A civilian review board for WPD

By Ronal C. Madnick

The Public Safety Committee of the Worcester City Council will take up, at a date to be announced, a proposal by the Worcester County Chapter of the American Civil Liberties Union of Massachusetts to establish a civilian review board (CRB) to investigate complaints against Worcester police officers. If not approved there are areas in the proposal which might be adopted by the Worcester Human Rights Commission or by the Worcester Police Department.

It is important that when the meeting takes place that people who believe there should be a change in the way complaints against police officer are handled attend to show community support for changing the present system for investigating complaints against police officers.

In order to be effective the CRB must investigate complaints and report to its board members within 60 days of having received a signed complaint. Within 120 days of having received the complaint, a hearing should be held (usually before three board members), a decision on the complaint is rendered, sanctions are determined and both the complainant and respondent are informed as to the disposition of the complaint. Due to special circumstances, the entire process can be permitted to extend to 180 days.

A professional investigator is an integral part of the CRB. The professional investigator chosen by the board members will conduct the initial fact-finding in a complaint investigation and submit a report to the Board. The CRB board would consist of three to five members who are representatives of community organizations like the National Association for the Advancement of Colored People (NAACP) or the League of Women voters (LWV) and serve two years appointments. The CRB would be empowered to vote to remove a board member, appoint new members through a simple majority vote when a vacancy occurs and petition the city manager to remove the executive director. The composition of the CRB should reflect the diversity of the city in terms of race, ethnicity and gender.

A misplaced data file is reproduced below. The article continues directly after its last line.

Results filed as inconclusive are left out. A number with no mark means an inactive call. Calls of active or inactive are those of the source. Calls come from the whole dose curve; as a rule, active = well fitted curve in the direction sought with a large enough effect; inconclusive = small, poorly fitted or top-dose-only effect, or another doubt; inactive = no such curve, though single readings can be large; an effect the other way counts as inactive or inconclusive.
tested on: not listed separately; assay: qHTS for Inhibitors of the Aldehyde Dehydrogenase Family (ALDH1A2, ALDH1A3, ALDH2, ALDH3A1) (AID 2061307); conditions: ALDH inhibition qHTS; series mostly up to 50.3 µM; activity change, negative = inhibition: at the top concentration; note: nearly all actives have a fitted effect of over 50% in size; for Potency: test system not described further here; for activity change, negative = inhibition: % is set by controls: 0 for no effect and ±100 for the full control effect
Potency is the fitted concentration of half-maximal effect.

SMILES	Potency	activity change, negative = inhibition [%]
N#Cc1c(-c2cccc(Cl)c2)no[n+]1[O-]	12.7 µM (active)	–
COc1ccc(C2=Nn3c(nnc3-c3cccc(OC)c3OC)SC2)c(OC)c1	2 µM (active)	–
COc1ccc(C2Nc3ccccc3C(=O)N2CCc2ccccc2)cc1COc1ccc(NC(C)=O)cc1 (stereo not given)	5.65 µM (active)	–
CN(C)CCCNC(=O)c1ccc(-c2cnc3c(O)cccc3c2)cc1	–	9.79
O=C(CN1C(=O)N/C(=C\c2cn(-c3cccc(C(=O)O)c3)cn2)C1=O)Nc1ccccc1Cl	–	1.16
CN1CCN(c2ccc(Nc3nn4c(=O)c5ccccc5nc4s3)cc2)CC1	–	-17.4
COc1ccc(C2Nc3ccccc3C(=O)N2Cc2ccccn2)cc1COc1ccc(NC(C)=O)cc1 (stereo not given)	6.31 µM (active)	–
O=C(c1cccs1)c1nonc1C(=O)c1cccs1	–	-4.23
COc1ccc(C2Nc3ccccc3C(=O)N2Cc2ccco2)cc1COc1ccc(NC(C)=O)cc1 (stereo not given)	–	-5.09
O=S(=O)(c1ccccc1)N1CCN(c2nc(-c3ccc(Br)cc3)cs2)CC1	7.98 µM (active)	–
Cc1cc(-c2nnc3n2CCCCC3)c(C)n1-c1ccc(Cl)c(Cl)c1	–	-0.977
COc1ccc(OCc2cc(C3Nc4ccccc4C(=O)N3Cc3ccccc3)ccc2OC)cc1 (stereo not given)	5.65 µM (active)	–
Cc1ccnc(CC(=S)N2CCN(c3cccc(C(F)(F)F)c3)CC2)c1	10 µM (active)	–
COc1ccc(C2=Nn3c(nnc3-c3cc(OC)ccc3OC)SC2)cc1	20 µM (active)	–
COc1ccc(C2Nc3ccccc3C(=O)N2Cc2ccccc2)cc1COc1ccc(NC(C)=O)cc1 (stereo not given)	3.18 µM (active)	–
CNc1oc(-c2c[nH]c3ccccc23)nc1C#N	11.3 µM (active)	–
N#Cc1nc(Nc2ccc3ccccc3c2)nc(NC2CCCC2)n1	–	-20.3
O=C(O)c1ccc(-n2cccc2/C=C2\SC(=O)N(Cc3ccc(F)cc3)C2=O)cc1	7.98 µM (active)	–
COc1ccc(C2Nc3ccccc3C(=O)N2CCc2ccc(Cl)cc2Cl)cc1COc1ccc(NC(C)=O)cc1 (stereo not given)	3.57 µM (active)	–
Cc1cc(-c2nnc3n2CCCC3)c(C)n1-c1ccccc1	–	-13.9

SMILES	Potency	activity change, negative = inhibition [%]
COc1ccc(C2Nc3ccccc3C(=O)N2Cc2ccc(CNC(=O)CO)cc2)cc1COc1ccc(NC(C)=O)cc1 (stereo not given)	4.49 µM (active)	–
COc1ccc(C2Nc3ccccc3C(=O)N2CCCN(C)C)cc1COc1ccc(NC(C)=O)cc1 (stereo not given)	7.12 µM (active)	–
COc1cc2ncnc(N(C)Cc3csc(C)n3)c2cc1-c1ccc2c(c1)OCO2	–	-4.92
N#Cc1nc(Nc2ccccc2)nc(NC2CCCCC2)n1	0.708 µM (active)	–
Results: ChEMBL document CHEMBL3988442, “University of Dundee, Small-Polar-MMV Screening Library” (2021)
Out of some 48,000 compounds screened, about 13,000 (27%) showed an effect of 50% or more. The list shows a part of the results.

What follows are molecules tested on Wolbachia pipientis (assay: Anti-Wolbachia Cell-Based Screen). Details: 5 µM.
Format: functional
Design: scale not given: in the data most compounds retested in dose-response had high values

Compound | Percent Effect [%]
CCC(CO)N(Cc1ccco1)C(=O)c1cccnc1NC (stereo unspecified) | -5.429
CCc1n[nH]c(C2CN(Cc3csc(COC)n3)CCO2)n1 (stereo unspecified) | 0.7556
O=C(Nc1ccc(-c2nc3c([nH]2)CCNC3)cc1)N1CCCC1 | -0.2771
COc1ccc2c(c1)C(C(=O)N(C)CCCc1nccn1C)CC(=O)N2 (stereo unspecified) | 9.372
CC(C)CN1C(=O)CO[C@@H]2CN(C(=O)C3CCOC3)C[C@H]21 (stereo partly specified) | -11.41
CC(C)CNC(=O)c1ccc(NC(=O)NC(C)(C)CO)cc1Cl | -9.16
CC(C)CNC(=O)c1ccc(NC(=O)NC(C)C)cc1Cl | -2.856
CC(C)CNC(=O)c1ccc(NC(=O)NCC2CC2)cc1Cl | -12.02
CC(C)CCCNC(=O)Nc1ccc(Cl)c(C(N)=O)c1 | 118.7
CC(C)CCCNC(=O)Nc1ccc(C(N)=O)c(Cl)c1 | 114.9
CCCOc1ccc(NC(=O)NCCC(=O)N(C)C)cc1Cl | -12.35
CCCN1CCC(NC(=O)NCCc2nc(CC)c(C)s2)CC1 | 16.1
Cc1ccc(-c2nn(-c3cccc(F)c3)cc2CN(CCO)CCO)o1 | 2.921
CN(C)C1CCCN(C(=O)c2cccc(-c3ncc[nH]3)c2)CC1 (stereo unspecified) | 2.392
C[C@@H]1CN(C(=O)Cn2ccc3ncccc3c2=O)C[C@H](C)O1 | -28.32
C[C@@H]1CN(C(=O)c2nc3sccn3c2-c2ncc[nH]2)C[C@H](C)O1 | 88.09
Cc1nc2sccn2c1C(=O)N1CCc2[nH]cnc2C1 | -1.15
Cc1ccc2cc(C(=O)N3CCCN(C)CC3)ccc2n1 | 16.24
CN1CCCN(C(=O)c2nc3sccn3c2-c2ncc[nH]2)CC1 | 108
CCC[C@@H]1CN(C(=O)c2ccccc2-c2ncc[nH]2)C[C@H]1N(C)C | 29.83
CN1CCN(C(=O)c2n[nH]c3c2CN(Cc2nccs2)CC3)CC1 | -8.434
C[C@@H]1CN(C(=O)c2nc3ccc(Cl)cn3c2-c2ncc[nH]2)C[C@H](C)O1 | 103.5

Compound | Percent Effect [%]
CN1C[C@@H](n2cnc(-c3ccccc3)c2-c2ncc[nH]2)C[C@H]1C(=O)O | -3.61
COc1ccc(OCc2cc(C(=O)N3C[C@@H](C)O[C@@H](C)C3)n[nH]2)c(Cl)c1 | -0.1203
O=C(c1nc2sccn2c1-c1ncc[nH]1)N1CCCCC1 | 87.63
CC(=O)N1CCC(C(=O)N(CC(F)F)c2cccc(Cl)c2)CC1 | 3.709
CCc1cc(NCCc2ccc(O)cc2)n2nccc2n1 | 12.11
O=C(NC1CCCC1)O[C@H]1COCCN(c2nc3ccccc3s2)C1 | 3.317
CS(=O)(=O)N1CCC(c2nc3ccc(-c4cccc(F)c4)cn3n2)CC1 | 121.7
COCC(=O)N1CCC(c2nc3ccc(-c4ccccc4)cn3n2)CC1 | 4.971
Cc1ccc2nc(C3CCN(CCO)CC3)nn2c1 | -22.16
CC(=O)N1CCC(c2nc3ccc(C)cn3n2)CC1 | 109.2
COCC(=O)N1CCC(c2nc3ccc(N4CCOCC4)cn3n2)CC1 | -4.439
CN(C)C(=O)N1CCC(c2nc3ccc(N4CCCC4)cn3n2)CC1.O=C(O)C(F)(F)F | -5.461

The position of executive director is full-time, while the board members are volunteers. All board members ,including the executive director, should undergo a training regimen before participating in the complaint process.

It is important that the investigator is not a sworn officer or former officer. The investigator can be made a full-time employee or simply be hired when needed.

The CRB has subpoena power to require that witnesses testify, and documents are produced within a timely manner. It also has the power to sanction police officers for misconduct. All board meetings and hearings are open to the public and are announced and advertised to the public at least a week in advance, along with an agenda.

During the course of the hearing, each of the parties would be allowed the opportunity to cross-examine the witnesses.

If a criminal investigation or proceedings have been initiated, the CRB will defer taking any action during the course of such proceedings or investigation.

The CRB would investigate and hear all complaints that concern the use of force, including shootings; deaths in custody; harassment; abuse of authority; and improper searches or detention. The CRB would have the authority to broaden its reach to decide other types of complaints as well.

For discourtesy complaints (including offensive language, derogatory remarks, and slurs) and procedural complaints (when the citizen cannot understand why the officer took a particular action), it is recommended that mediation be used. Such complaints are notoriously hard to prove and have an effect of resulting in a backlog of more serious complaints.

Ronal Madnick is the director of the Worcester County Chapter of the American Civil Liberties Union of Massachusetts.

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